9th Annual Potomac Watershed Trash Summit

Click on the image  to access the program book
2014 Trash Summit
November 7, 2014

Thank you to everyone who made the 9th Annual Potomac Watershed Trash Summit a success.

Find the 9th Annual Potomac Watershed Trash Summit Agend here.

View 2014 Program Book Here

2014 Session Notes and Actions

Watch the Keynote address by Jim Dinegar, President at CEO of the Greater Washington Board of Trade.

2014 Potomac Champion Awards were presented to:

  • Young Activist Club of Piney Branch Elementary, 2014 Potomac ChampionsBranch Avenue In Bloom, a main street initiative in Prince George’s County, MD, worked to address litter through community cleanups and the Litter Campaign. They also broke ground to build an urban garden.
  • Joe Chudzik has been an advocate for roadside and shoreline cleanups on Mason Neck in Southern Fairfax County for many years
  • District of Columbia Metropolitan Police Department’s 5th District Community Outreach Coordinators, Officers Hamilton and Vaughn-Lee, have been strong enforcement partners within Washington, DC Ward 5 with their ongoing support for our Annual Litter Enforcement Month.
  • Friends of Accotink Creek, a volunteer organization in Fairfax County, VA is constantly cleaning up their creek with 24 cleanups so far this year, and have been an active cleanup partner for years, with a reported 111 cleanups and 36.3 tons removed since 2007.
  • Mayor Vincent C. Gray led the effort to enact a polystyrene ban for all vendors wishing to provide food service in the District of Columbia.
  • Steve Hughes, Vice President of Clark Construction in Bethesda, Maryland, is a strong supporter of the watershed not only through cleanups, but making his site available to school groups for service learning hours.
  • Bill Walmsley is a Prince George’s County resident and cleanup enthusiast who is also a dedicated advocate for solutions to litter as a representative on the Prince George’s County Environmental Action Council.
  • The Young Activist Club of Piney Branch Elementary in Takoma Park, MD is a group of 3rd through 7th grade students eliminated polystyrene products from the Montgomery County school system.

2014 Potomac Watershed Trash SummitPresentations:

Taking Action: Tools for Keeping Your Neighborhood Trash Free

  • Alan Pultyniewicz, Recycling Coordinator, and Leslie Wilcox, Watershed Outreach Planner, Montgomery County Department of Environmental Protection. Presentation by Pultyniewicz and Presentation by Wilcox
  • Brendan Shane, Policy and Sustainability Chief, District Department of the Environment. Presentation
  • Shani Kruljac, Environmental Planner, Arlington County Solid Waste Bureau. Presentation
  • Alfred Titus-Glover, Environmental Planner, Prince George’s County Department of the Environment. Presentation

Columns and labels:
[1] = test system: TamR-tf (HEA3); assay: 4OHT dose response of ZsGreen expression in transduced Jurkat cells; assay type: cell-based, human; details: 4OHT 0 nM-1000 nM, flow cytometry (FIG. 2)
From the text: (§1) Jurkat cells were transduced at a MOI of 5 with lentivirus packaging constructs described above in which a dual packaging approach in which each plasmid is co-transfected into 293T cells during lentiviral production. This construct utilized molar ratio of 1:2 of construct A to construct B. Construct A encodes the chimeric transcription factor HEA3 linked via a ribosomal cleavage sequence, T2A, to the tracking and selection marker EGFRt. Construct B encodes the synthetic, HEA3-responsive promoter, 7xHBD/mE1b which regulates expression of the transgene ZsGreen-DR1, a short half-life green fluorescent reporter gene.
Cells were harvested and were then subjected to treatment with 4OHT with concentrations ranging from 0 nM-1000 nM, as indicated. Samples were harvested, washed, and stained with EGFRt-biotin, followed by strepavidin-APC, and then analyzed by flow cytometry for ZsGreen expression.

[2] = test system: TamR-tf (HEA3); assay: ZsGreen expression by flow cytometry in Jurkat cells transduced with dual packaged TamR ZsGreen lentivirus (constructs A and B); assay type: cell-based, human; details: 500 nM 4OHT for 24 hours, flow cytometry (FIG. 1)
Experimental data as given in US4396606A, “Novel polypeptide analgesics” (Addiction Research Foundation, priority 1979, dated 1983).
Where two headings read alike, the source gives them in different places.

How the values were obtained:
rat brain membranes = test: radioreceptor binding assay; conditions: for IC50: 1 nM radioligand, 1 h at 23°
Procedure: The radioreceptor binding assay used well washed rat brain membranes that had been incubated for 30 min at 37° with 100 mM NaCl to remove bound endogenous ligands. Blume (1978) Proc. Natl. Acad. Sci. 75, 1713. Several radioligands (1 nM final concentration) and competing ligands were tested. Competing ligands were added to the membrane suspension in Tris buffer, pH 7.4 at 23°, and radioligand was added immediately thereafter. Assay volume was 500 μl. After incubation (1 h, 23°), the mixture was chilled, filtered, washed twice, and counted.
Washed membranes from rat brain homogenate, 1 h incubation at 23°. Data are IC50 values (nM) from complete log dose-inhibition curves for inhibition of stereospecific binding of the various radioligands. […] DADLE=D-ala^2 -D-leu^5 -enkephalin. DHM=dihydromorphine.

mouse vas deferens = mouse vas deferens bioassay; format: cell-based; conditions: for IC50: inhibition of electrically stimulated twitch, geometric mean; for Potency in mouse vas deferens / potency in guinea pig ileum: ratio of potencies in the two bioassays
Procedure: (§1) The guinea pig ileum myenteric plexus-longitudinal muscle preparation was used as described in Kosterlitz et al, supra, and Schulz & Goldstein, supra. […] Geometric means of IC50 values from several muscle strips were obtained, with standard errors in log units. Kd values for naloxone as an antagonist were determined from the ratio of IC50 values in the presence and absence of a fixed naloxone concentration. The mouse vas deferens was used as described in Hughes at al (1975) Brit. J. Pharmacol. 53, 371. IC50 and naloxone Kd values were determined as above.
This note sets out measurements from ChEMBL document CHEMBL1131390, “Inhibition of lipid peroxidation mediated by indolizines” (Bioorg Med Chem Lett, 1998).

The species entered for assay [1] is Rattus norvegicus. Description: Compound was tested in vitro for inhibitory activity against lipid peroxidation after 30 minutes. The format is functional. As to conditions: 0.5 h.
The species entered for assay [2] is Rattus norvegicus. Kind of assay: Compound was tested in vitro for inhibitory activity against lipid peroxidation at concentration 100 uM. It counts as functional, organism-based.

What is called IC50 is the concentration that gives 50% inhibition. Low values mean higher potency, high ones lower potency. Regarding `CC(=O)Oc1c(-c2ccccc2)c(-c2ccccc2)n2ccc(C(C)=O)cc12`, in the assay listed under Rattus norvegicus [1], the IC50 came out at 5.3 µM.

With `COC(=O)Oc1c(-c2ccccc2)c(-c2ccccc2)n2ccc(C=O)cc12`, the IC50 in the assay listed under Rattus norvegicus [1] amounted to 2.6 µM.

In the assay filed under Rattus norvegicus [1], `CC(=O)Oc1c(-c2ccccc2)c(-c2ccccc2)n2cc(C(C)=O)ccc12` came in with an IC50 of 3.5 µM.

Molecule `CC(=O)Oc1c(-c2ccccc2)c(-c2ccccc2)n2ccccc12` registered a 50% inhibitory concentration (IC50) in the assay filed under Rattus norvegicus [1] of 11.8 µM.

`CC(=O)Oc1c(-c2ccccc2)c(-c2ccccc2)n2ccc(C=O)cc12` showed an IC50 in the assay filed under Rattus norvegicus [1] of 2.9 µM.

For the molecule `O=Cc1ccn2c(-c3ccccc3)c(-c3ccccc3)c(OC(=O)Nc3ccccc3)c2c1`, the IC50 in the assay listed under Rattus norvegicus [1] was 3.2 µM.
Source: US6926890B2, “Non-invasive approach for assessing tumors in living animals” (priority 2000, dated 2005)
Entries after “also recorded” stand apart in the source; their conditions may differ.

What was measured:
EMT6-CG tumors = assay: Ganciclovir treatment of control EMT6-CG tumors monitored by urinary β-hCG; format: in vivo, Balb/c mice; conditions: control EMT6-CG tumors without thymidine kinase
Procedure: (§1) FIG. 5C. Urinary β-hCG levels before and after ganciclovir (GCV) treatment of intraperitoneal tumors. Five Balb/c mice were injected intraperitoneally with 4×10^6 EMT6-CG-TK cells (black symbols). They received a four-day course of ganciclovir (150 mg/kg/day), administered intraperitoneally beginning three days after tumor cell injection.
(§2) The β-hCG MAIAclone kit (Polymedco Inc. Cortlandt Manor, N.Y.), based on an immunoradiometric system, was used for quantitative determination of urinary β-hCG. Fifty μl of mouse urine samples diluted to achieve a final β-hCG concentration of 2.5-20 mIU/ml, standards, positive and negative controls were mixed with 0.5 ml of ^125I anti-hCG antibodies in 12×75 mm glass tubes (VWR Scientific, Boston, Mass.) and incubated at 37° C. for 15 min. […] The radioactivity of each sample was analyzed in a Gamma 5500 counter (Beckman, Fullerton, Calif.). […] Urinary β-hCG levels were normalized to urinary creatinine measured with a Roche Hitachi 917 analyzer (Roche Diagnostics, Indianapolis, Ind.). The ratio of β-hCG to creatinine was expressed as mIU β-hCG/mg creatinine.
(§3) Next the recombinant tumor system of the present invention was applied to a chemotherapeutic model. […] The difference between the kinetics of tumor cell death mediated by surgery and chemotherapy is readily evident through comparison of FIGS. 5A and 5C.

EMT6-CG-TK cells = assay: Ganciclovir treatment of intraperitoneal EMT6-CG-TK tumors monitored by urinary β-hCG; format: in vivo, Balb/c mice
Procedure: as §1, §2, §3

Fostering Trash Free Communities: How Public-Private Partnerships Help Transform Neighborhoods and Businesses

  • Adam Ortiz, Director, Prince George’s County Department of the Environment. Video
  • Dave Feldman, CEO and Co-Founder, The Livability Project. Presentation and video
  • Kyle Todd, Executive Director, RIA Main Street. Video

Marketing to Millennials: A Generational Approach to Trash Reduction

  • Kara Pennino, Community Outreach Liaison, Alice Ferguson Foundation. Presentation and video
  • Socialnomics video by Erik Qualman video

Measuring Success: Trash Free Solutions that Work

  • Matt Robinson, Environmental Scientist, Stormwater Management Division, District Department of Environment. Presentation
  • Katie Register, Executive Director, Clean Virginia Waterways. Presentation

Building Alliances: Pursuing Trash Free Policies

  • Charles Allen, Councilmember-Elect, Ward 6, District of Columbia Council
  • Julie Lawson, Director, Trash Free Maryland Alliance
2014 Trash Summit


Trash Summit Background
The Potomac Watershed Trash Summit is a gathering of key stakeholders to educate, dialogue, plan and take action on strategies that lead to a Trash Free Potomac Watershed. This event provides a venue for elected officials, government agencies, non-profits, businesses, citizens and youth leadership to collaborate on strategies to eliminate trash from our waterways, communities, streets and public lands. Over the years the Trash Summit has worked to raise awareness of the issue and build momentum in addressing it. Some notable results of past Trash Summits include:

    • Organics Task Force was created as a group of government, public interest, institutional and business representatives working to expand recovery, full capture and utilization of organic materials in the metropolitan Washington, DC region.
    • The Policy Task Force was created and has spun off into the Trash Free Maryland and Trash Free Virginia Alliances.
    • Litter Enforcement Month was created to raise awareness of litter and illegal dumping as crimes.
    • Regional Litter Prevention Campaign started as a suggestion from the Trash Summit. It creates a unified message for the residents of the Potomac Watershed.
    • 161 elected officials pledge to work on the issue of trash by signing the Potomac Watershed Trash Treaty

Become a sponsor of the Trash Free Potomac Watershed Initiative